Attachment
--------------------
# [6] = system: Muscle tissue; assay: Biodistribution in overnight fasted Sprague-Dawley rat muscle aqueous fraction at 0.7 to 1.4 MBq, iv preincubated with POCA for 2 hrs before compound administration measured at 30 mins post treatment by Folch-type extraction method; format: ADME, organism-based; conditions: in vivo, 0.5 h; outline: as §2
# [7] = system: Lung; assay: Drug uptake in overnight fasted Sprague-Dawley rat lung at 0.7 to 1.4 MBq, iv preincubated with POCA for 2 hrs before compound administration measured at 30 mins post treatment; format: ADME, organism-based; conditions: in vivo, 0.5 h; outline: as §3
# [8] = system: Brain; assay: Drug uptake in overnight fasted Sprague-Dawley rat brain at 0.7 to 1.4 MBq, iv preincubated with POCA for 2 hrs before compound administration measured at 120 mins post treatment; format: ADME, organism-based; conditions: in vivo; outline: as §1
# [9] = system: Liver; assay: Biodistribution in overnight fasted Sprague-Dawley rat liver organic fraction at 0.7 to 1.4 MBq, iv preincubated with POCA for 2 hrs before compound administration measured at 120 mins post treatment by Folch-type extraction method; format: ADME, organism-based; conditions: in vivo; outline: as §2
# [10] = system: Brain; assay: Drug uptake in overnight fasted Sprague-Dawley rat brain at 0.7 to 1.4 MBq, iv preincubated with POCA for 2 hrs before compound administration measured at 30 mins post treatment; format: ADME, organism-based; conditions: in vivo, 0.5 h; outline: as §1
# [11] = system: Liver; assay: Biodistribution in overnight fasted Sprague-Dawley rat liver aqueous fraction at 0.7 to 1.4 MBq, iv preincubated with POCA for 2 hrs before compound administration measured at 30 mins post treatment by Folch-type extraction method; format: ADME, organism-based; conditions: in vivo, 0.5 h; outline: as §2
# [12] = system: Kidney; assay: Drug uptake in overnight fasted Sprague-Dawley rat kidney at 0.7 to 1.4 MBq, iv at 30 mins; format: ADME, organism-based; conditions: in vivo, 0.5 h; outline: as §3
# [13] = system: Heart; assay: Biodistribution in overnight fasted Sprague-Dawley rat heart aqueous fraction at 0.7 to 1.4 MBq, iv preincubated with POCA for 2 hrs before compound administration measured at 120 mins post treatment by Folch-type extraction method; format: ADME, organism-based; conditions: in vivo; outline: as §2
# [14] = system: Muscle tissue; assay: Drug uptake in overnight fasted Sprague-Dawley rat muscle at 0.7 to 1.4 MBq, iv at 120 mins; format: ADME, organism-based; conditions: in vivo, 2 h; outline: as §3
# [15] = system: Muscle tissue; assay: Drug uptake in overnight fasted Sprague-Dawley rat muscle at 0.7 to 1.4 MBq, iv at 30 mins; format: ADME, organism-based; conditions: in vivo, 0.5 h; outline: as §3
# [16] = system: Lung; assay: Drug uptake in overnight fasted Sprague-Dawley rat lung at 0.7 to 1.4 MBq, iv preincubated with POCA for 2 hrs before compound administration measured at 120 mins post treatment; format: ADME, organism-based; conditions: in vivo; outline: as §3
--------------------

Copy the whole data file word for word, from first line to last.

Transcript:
# [6] = system: Muscle tissue; assay: Biodistribution in overnight fasted Sprague-Dawley rat muscle aqueous fraction at 0.7 to 1.4 MBq, iv preincubated with POCA for 2 hrs before compound administration measured at 30 mins post treatment by Folch-type extraction method; format: ADME, organism-based; conditions: in vivo, 0.5 h; outline: as §2
# [7] = system: Lung; assay: Drug uptake in overnight fasted Sprague-Dawley rat lung at 0.7 to 1.4 MBq, iv preincubated with POCA for 2 hrs before compound administration measured at 30 mins post treatment; format: ADME, organism-based; conditions: in vivo, 0.5 h; outline: as §3
# [8] = system: Brain; assay: Drug uptake in overnight fasted Sprague-Dawley rat brain at 0.7 to 1.4 MBq, iv preincubated with POCA for 2 hrs before compound administration measured at 120 mins post treatment; format: ADME, organism-based; conditions: in vivo; outline: as §1
# [9] = system: Liver; assay: Biodistribution in overnight fasted Sprague-Dawley rat liver organic fraction at 0.7 to 1.4 MBq, iv preincubated with POCA for 2 hrs before compound administration measured at 120 mins post treatment by Folch-type extraction method; format: ADME, organism-based; conditions: in vivo; outline: as §2
# [10] = system: Brain; assay: Drug uptake in overnight fasted Sprague-Dawley rat brain at 0.7 to 1.4 MBq, iv preincubated with POCA for 2 hrs before compound administration measured at 30 mins post treatment; format: ADME, organism-based; conditions: in vivo, 0.5 h; outline: as §1
# [11] = system: Liver; assay: Biodistribution in overnight fasted Sprague-Dawley rat liver aqueous fraction at 0.7 to 1.4 MBq, iv preincubated with POCA for 2 hrs before compound administration measured at 30 mins post treatment by Folch-type extraction method; format: ADME, organism-based; conditions: in vivo, 0.5 h; outline: as §2
# [12] = system: Kidney; assay: Drug uptake in overnight fasted Sprague-Dawley rat kidney at 0.7 to 1.4 MBq, iv at 30 mins; format: ADME, organism-based; conditions: in vivo, 0.5 h; outline: as §3
# [13] = system: Heart; assay: Biodistribution in overnight fasted Sprague-Dawley rat heart aqueous fraction at 0.7 to 1.4 MBq, iv preincubated with POCA for 2 hrs before compound administration measured at 120 mins post treatment by Folch-type extraction method; format: ADME, organism-based; conditions: in vivo; outline: as §2
# [14] = system: Muscle tissue; assay: Drug uptake in overnight fasted Sprague-Dawley rat muscle at 0.7 to 1.4 MBq, iv at 120 mins; format: ADME, organism-based; conditions: in vivo, 2 h; outline: as §3
# [15] = system: Muscle tissue; assay: Drug uptake in overnight fasted Sprague-Dawley rat muscle at 0.7 to 1.4 MBq, iv at 30 mins; format: ADME, organism-based; conditions: in vivo, 0.5 h; outline: as §3
# [16] = system: Lung; assay: Drug uptake in overnight fasted Sprague-Dawley rat lung at 0.7 to 1.4 MBq, iv preincubated with POCA for 2 hrs before compound administration measured at 120 mins post treatment; format: ADME, organism-based; conditions: in vivo; outline: as §3